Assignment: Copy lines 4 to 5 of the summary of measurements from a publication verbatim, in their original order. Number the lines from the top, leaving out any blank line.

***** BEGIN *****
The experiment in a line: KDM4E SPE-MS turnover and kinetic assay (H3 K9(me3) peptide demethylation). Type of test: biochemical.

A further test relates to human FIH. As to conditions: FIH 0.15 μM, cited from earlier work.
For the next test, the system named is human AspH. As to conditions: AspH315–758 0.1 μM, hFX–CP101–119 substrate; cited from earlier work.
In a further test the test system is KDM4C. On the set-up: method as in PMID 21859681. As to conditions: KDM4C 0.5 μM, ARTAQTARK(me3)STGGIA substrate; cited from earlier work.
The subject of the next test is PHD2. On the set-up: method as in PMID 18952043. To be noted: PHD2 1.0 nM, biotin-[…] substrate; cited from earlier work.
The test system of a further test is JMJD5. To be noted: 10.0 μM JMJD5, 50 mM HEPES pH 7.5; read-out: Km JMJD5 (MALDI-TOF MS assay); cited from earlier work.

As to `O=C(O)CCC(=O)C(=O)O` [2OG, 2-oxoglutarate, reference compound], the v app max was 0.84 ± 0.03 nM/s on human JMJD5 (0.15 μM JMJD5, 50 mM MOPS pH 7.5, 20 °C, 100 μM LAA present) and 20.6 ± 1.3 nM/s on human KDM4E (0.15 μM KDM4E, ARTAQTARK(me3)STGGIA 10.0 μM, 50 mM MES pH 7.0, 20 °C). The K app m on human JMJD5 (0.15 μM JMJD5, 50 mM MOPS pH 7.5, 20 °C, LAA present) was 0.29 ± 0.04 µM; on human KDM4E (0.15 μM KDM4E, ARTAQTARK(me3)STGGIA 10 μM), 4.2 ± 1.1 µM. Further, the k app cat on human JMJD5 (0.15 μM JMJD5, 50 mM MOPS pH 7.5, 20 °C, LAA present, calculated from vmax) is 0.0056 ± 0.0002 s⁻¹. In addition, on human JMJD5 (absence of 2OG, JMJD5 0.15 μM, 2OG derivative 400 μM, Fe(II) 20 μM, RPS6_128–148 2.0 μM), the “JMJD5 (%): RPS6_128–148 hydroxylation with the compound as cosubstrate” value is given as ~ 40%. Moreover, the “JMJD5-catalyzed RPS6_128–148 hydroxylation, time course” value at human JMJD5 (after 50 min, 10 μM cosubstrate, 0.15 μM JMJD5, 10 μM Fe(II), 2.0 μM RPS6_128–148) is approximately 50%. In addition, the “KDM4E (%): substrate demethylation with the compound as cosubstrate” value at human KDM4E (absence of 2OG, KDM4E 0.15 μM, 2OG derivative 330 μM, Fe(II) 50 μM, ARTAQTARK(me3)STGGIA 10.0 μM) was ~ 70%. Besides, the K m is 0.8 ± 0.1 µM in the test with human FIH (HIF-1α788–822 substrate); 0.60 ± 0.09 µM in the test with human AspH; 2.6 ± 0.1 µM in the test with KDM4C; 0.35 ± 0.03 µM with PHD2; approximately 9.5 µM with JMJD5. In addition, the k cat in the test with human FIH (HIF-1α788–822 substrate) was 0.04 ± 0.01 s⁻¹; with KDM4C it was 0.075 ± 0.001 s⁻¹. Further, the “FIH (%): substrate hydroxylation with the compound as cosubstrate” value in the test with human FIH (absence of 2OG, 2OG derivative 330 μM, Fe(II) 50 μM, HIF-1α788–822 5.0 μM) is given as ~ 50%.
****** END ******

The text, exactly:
In a further test the test system is KDM4C. On the set-up: method as in PMID 21859681. As to conditions: KDM4C 0.5 μM, ARTAQTARK(me3)STGGIA substrate; cited from earlier work.
The subject of the next test is PHD2. On the set-up: method as in PMID 18952043. To be noted: PHD2 1.0 nM, biotin-[…] substrate; cited from earlier work.